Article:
In Senegal, Bush Speaks Against Slavery

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For George W. Bush, the door to the heart of Africa lies at the end of a low stone hallway opening into the Atlantic Ocean. Visiting a slave quarters on Goree Island off the coast of Senegal Tuesday, the president traced the stutter steps of countless Africans chained and herded down the narrow passage towards the "Door of No Return," the last point of land they touched before the six month sail to America.

As it had for Bill Clinton five years earlier, the tour provided the symbolic backdrop for atonement. In a speech devoted to confronting America's bitter past, Bush called slavery "one of the greatest crimes of history." For a president who promised a humble foreign policy but has been derided as a crusading interventionist, the speech set the tone for a five day, five country tour of Africa meant to show the softer side of Bush's foreign face. But repeating the Clinton approach also suggested that there is a consensus on dealing with Africa: by humbling themselves U.S. presidents hope to create a sympathetic audience for their sermons on achieving democracy, liberty and prosperity.

Speaking under a withering mid-day sun, which forced even the locals to tent the day's program on their heads to sneak some relief, Bush compared the slaves struggle to Christ's torment in a speech that repeatedly returned to religious themes. And he said that it was the slaves who kept the light of liberty alive in America, more so even than the publicly pious who had become corrupted by the "peculiar institution." "Christian men and women became blind to the clearest commands of their faith and added hypocrisy to injustice," said Bush. "A republic founded on equality for all became a prison for millions."

[an error occurred while processing this directive] American slaveholders could not break an indigenous liberty delivered from God and Bush held out their example in what was a clear but largely unstated challenge to Africans now ruled by warlords and dictators. Bush has come to Africa to support the country's democracies in the hopes the spirit will catch fire across the continent. Earlier in the day, he met with leaders of eight African democracies to encourage their efforts, which the administration believes are fundamental to U.S. security interests. "The best way to fight terror is to support the habits of freedom," said a senior administration official "and that was represented in his trip here to West Africa."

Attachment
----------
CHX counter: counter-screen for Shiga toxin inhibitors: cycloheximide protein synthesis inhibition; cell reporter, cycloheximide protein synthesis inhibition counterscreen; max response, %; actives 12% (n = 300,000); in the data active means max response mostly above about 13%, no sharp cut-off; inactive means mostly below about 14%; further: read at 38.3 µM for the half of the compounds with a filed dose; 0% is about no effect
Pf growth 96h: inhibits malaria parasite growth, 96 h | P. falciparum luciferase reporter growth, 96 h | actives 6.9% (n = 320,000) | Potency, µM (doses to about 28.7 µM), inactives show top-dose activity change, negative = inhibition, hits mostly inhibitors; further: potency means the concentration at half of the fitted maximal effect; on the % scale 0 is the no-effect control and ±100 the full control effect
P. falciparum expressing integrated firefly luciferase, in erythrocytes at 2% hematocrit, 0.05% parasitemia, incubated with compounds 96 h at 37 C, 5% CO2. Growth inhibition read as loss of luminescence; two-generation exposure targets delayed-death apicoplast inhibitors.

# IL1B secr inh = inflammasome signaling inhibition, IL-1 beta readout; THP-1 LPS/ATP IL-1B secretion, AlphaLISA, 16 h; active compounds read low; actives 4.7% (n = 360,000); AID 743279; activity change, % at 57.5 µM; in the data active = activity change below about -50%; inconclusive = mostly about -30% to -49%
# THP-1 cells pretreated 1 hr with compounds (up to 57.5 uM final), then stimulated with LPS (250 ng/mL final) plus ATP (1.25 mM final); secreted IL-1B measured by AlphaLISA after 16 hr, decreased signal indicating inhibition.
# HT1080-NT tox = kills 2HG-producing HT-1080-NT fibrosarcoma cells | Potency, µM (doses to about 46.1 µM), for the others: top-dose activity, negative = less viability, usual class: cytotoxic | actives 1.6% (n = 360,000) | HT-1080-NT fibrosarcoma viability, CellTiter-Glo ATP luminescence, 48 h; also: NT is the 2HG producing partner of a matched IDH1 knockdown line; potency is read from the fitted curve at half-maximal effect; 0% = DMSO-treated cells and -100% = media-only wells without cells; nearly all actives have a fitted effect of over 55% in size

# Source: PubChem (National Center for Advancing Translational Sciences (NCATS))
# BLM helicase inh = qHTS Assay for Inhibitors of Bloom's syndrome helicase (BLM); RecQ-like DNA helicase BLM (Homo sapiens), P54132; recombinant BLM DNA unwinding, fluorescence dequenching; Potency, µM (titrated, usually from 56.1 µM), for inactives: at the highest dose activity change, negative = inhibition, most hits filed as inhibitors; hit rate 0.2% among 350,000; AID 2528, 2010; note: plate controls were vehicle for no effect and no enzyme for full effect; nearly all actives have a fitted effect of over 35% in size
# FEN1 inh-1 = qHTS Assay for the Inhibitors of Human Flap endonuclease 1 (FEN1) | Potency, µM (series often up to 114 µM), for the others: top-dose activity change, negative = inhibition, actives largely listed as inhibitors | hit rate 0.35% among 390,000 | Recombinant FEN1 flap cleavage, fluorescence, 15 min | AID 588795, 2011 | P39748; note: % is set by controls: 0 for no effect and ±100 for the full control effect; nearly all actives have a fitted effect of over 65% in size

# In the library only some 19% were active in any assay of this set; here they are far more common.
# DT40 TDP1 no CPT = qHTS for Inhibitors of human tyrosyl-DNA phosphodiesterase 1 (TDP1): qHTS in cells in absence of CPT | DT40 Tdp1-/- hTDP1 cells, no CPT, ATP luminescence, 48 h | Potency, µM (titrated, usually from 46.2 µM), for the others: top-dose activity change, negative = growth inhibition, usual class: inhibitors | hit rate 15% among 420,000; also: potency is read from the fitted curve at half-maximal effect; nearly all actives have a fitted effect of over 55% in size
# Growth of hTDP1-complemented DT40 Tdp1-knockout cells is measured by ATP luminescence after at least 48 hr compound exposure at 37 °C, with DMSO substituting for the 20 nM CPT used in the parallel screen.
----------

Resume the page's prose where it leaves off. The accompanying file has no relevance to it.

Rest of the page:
The question of what kind of assistance the United States will provide in Liberia continued to overshadow the Bush tour. Once again, he called on President Charles Taylor to leave. At one point, the president appeared to inch closer toward military involvement, saying that the U.S. would "participate" in the peace keeping process, but then insisted that he had not made up his mind on what form that participation would take. Only after he receives a report from a Pentagon team that arrived in Monrovia on Monday to assess the need for assistance, will he make his decision, say White House officials.

The Goree island speech was a stirring one, but the audience's response was muted. Even when the president leaned in to the crowd to shake hands, few rose to snatch a moment with him. Those who did seemed to receive a double dose from an energetic president who looked well cooled by an air conditioning vent built into the platform to push cool air directly under the speaker's feet. As he does in the United States when meeting with African Americans or Hispanics, Bush shook hands and leaned near enough to share a milkshake, a close-hold that has the benefit of ensuring that he is in the in camera frame if any pictures are taken.

Clinton enjoyed more buoyant enthusiasm when he made his ten-day visit here in 1998. Bush was met by protests during his six-hour stop in the West African country and those clots of Senegalese who interrupted their day to watch his motorcade pass by did not wave as is usually the case when the snake of presidential vehicles invades a foreign country, but watched in motionless silence, starring at the spectacle.

Of course, since 9/11 it is impossible for Bush to expose himself to his audiences the way his predecessor did. Goree island appeared abandoned, the brightly painted mustard and rose buildings that cater to vacationers shuttered, flanked only by the occasional uniformed soldier and his strapped carbine. The children who normally would have swarmed the beaches to greet the Senegalese presidential yacht, were kept well out of sight, behind ubiquitous metal cordons. To brighten their penning they draped the bars of the barren blockades with intensely colored local tapestries and played soccer in the dirt courtyard while they waited.

The tight security lead to several clashes between U.S. Secret Service and their Senegalese hosts. Local luminaries in the audience simply bypassed by the security checkpoint constructed on the dock, refusing to suffer the indignity of the metal detector streaming by arguing officials in traditional African one-piece garments that seemed to move independently of their owners. U.S. officials tried their best to gingerly manage the cultural differences, especially with local security forces. "If he wants to keep his gun he's going to have to wear this pin," said a frustrated U.S. Secret Service agent speaking through an interpreter, "so that if there is shooting we know he is a good guy."

White House correspondent John Dickerson is on the road with George W. Bush in Africa, from where he'll file reports throughout the President's five-day, five-country tour.

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